Self-help books have long been among the most popular genres in the United States and around the world. Following major research in the world of positive psychology, recently the topic of ‘happiness’ has really come into focus. In a country where “the pursuit of happiness” is an inalienable human right. that is sort of ironic.
Why do we need so many books about happiness? If even one book was effective, we shouldn’t really need to consume so much of this content. Personally, I’ve easily read 15 books on this topic this year alone.
The problem is, it’s hard to find happiness.
Rather than finding happiness through, a powerful argument can be made that seeking happiness may actually the wrong approach. Nathaniel Hawthorne, a American novelist and author of more than 14 books on in the pre-Civil War area, wrote:
“Happiness is a butterfly, which, when pursued, is always just beyond your grasp, but which, if you will sit down quietly, may alight upon you.”
Fortunately, modern science supports the idea that we can in fact be happier. Below we have laid out the science-based facts on ‘happiness’, including what it means and how you can leverage the understanding of what causes and detracts from it to become happier.
1. Happiness set point
Set point is the psychological idea that there is a genetically predetermined level for various aspects of our physical and emotional lives. You have weight set points that determines your weight, extraversion set points that determine how outgoing you are, and, apparently, a happiness set point. According to studies about 50% of our haIt seems like every new book written about happiness hits the NYTimes bestseller listppiness is hereditary. This may be upsetting to some people, but it can actually be quite motivating. A full 40% of our happiness can be influenced by actions you take every day. So don’t despair. (1)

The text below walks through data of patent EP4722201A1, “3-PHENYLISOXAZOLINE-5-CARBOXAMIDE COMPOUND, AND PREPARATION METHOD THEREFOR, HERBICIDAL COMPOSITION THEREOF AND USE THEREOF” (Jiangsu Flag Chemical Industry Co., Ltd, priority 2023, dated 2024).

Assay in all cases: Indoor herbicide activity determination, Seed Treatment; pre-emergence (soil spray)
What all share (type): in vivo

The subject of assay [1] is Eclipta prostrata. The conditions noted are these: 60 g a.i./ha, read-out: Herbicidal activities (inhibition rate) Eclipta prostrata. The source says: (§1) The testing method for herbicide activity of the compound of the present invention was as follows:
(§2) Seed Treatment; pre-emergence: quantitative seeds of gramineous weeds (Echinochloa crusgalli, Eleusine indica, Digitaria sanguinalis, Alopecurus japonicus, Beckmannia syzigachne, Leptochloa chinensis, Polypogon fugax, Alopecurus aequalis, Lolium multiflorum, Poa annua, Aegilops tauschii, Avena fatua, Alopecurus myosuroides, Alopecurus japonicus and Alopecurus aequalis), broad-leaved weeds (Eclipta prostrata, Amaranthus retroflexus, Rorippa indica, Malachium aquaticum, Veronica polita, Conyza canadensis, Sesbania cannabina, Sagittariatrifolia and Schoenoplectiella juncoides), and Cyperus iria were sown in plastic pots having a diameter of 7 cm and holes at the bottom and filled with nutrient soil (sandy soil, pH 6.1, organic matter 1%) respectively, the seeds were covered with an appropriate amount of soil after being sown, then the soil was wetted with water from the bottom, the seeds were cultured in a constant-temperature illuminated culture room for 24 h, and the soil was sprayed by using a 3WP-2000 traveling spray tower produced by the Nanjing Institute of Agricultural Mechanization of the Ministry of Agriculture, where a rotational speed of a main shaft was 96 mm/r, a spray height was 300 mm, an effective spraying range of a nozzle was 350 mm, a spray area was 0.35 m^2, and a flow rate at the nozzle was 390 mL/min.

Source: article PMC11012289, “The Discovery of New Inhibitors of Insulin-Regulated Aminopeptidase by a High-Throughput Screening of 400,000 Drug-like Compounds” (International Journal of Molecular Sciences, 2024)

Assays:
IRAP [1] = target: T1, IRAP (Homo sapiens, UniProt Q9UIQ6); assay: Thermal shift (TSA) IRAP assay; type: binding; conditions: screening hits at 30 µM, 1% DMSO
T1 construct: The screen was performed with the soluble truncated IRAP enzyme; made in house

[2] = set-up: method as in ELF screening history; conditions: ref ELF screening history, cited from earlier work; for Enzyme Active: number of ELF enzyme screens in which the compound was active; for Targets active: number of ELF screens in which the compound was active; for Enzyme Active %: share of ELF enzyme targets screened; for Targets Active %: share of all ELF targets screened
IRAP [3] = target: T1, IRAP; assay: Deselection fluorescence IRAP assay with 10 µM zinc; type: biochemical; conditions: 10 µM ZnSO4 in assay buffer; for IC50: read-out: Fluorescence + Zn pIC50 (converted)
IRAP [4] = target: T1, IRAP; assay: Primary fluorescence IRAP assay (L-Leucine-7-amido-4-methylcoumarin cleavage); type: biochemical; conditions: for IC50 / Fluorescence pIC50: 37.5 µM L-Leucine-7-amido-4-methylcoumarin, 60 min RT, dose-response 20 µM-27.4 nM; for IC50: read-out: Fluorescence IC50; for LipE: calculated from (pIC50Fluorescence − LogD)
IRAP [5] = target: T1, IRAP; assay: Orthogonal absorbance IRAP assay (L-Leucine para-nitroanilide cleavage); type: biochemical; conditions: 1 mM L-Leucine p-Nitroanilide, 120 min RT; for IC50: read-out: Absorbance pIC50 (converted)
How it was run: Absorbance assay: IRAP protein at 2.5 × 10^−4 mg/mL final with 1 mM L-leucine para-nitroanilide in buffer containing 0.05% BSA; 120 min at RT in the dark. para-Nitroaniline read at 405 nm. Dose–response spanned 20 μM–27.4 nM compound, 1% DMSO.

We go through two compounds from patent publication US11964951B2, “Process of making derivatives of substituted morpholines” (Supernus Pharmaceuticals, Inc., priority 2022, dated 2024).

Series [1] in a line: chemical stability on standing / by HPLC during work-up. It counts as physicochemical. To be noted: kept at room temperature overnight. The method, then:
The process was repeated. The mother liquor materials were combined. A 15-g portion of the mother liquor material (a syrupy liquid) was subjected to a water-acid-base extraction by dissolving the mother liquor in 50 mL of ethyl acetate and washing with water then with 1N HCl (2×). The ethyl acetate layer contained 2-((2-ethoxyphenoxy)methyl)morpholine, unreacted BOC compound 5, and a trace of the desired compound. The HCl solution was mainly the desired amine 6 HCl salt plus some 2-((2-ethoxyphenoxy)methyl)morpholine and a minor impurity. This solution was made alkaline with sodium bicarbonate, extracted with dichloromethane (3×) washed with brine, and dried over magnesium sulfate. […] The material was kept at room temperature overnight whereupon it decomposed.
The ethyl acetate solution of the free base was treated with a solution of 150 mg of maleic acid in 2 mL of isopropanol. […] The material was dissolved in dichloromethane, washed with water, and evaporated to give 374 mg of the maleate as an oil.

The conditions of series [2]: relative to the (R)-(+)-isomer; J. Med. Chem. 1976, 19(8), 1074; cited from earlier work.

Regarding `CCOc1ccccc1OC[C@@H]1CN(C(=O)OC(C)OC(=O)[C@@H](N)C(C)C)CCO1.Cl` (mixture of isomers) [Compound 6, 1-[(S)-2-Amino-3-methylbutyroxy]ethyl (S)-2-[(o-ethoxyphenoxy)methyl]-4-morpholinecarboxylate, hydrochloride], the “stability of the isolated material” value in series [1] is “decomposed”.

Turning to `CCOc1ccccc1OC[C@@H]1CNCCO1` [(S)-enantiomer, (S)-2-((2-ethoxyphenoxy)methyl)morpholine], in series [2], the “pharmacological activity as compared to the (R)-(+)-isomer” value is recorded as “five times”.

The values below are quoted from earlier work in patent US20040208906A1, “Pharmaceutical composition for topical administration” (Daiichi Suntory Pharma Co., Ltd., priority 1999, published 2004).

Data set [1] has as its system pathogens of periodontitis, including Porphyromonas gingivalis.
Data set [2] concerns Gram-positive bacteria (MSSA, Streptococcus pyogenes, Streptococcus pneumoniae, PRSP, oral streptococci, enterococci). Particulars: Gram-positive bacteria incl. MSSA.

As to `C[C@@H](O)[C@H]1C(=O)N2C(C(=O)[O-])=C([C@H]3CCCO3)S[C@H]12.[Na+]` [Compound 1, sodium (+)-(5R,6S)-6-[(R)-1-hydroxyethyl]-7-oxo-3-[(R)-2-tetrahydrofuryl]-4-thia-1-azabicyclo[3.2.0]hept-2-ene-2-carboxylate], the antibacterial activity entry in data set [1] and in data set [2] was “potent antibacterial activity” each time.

2. Hedonic adaptation
One of the reasons we have a set point is because of hedonic adaptation - the theory that when something is pleasurable you see a sudden boost of happiness, but over time you return to your former levels of happiness. It’s shocking how short lived these happiness boosts are.
The craziest example is lottery winners. In famous study on hedonic adaptation, researches tracked the happiness of lottery winners over time. What they found is that after winning the lottery people were, of course, incredibly happy. And you’d expect this to be a change that lasted a lifetime. However, when they followed up with those winners a year later, they found that the winners were no more happy than they were before they won the lottery. Their happiness returned to the same level, despite winning millions and millions of dollars.
Sounds crazy. You would definitely be happier after winning millions of dollars, right? Chances are you’re just like the people in the study. Hedonic adaptation is a powerful phenomenon. (2)
3. Pursuing happiness as an external reward
Ok, this is kind of screwy. There is some good evidence that explicitly pursuing the goal of happiness may actually make us less happy.
If you reread that sentence you may be wondering why we would ever even write about how to be happier. But don’t give up yet. There are ways to pursue happiness and actually increase your happiness instead of decreasing it.
What the research says is that when you actively pursue happiness as a goal, you will likely evaluate your experiences based on how happy they make you feel. The problem is that when you experience something that should make you happy, and you don’t feel all that happy (which will happen all the time), you will be disappointed. And this disappointed feeling will make you less happy than if you had never even thought about happiness in the first place. (3)